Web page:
I have been reading very slowly the fully packed book, Becoming Wise, by Krista Tippett.  I figure if you become wise, it does not happen with a quick read over the weekend.  Wisdom is more organic.  You just don’t acquire it.  Somehow you grow it.  It takes seriously your experiences and marinates them with reflection.  I think Tippett is correct: we become wise.  And wisdom is not automatic, like growing old is automatic.  If you live long enough, you get old.  But you can live to be very old and not become wise.
Much of Tippett’s book is a series of interviews with the kind of people most of us would like to meet and get to know.  We probably won’t be that lucky, but she is.  Many of them joined her for interviews for her broadcast called, On Being.  Some of them have doubtlessly become good friends.  And all of them became wise.  With her book we get to join the conversation and give ourselves a good chance to become wise.
Recently, I was reading a section where Tippett talks about herself.  In the years after college, she was a hotshot journalist running around Europe.  She lived in Berlin for a while and watched the famous Wall come down in 1989.  She recounts the early spiritual stirrings in her soul.  This surprised her.  And then she comments, “I was living in England when I first circled back to religion in my late twenties, and the Anglican Book of Common Prayer drew me with its poetry and its vigorous description of the human condition.”
These early spiritual stirrings eventually led Tippett to study at Yale Divinity School and to a career which she probably could not have anticipated.  She found a way to combine journalism with spirituality and has become rather famous in the process.  I think her fame, no doubt, hinges on the fact that she has a keen eye for issues and for how human beings are trying to live meaningful lives.  And then she can describe these in a way that helps all of us.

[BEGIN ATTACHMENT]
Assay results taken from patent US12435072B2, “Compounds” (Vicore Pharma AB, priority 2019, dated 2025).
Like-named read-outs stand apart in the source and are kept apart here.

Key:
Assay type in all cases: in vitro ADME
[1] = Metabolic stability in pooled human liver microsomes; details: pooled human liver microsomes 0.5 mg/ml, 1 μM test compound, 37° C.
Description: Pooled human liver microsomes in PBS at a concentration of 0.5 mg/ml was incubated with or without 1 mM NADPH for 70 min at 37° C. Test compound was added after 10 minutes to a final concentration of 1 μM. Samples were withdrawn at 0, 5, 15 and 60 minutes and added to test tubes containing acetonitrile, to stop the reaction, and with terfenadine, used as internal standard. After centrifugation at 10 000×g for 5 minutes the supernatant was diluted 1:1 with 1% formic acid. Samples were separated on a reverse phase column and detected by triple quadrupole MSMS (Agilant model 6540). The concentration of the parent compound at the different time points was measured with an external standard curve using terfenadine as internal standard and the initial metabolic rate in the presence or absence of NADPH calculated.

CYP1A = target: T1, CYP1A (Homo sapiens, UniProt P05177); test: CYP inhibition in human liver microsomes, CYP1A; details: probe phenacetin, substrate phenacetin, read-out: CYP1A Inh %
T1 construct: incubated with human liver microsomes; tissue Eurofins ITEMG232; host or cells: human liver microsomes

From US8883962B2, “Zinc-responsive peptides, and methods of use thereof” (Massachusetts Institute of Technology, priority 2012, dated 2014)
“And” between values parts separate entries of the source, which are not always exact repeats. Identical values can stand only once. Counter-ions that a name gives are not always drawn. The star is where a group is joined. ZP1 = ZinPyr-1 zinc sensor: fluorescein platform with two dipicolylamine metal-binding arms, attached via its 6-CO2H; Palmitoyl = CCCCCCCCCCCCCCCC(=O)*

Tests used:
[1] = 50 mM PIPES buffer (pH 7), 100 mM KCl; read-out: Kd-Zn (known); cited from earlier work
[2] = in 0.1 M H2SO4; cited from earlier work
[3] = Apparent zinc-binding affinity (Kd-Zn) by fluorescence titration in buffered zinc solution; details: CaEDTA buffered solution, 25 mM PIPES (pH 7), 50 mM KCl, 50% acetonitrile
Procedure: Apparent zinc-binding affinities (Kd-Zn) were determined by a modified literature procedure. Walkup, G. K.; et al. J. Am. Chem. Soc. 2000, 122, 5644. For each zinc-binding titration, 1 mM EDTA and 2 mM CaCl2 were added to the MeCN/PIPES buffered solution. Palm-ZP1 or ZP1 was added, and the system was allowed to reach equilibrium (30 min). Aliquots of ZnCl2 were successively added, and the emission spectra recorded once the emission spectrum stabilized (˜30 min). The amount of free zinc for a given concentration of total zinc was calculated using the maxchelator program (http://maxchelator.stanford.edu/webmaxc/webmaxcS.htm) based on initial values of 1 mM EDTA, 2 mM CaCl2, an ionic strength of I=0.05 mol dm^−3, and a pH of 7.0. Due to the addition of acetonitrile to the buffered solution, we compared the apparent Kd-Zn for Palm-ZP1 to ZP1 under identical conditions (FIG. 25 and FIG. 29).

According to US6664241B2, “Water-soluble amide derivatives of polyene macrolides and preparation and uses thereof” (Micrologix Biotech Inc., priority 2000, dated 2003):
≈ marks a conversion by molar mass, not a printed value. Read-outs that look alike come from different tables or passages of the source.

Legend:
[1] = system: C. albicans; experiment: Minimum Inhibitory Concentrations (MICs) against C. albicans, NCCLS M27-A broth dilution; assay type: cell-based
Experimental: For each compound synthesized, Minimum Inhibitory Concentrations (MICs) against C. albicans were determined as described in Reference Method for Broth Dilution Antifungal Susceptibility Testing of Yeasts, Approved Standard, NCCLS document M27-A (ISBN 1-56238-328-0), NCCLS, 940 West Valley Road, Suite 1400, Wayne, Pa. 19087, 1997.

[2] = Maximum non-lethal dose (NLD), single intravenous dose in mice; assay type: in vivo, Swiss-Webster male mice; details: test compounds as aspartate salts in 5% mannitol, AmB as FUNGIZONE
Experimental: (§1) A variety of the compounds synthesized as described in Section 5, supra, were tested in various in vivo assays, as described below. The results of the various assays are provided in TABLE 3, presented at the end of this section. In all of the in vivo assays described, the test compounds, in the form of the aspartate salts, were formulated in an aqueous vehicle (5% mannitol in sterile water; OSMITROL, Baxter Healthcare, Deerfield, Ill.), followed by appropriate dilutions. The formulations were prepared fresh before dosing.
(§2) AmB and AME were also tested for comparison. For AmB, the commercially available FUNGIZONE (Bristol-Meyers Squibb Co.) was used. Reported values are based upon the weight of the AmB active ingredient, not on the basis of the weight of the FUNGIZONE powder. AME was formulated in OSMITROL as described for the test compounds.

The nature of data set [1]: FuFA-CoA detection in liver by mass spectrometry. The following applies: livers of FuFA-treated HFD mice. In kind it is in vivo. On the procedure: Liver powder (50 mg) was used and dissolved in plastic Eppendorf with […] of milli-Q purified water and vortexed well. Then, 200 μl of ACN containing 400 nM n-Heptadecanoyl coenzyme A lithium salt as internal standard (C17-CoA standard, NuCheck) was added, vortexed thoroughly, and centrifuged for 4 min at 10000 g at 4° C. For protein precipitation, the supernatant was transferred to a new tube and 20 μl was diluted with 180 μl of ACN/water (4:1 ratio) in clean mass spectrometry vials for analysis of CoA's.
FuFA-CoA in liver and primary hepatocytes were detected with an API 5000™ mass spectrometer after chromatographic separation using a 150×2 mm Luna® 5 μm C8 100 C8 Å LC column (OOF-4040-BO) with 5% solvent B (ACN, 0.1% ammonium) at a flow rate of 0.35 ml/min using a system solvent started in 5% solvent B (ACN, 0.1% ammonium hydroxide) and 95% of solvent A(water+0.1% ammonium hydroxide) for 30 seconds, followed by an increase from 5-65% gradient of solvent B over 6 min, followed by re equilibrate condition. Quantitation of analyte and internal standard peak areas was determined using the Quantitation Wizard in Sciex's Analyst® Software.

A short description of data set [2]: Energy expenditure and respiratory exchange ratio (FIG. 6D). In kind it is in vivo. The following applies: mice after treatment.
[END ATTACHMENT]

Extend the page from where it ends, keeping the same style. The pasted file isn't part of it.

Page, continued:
I find her way of seeing things to be insightful and her way of writing about them illuminating.  One of the ways I like to put it is she knows a great deal about spirituality without letting that affect the way she sees things.  Sometimes when you know a great deal, it closes you off to new ways of seeing.  That is what is refreshing about her.  I bumped into one such insightful account of hers that includes a look at the old-fashioned idea of sin, but offers a keen, contemporary way of understanding it and, perhaps, avoiding it.
She begins this account by recognizing, “So much of what we orient towards in culture numbs a little going in and helps us avoid the reckoning we actually long for---the push to self-knowledge and deeper lived integrity.”  Most people cannot speak of their involvement in culture in this clear fashion.  We live in culture, but we don’t think about how we “orient” ourselves.  But think about it.  Think about what we watch on tv, what we read, whom we talk to----these are the ways we orient ourselves in our culture. 
This often is not satisfying.  Our orientation to culture---American culture---numbs us and helps us avoid what we might really want.  This helps me understand why there is so much disappointment and disillusion.  We long for things that we don’t get---sometimes, don’t even understand.  She probes a little further with a reference to poetry.  “Poetry, says Marie Howe, hurts a little going in.  It soothes and deepens us and hurts a little all at the same time.”  And then, Tippett hits the nail on the head.  “So do many of the elements that give voice to the soul---silence and song, community and ritual, listening and compassionate presence.  They wake us up---the apt Buddhist language for spiritual illumination.  But there is that window of choice, moment by moment, to go for distraction instead, to settle into numb.”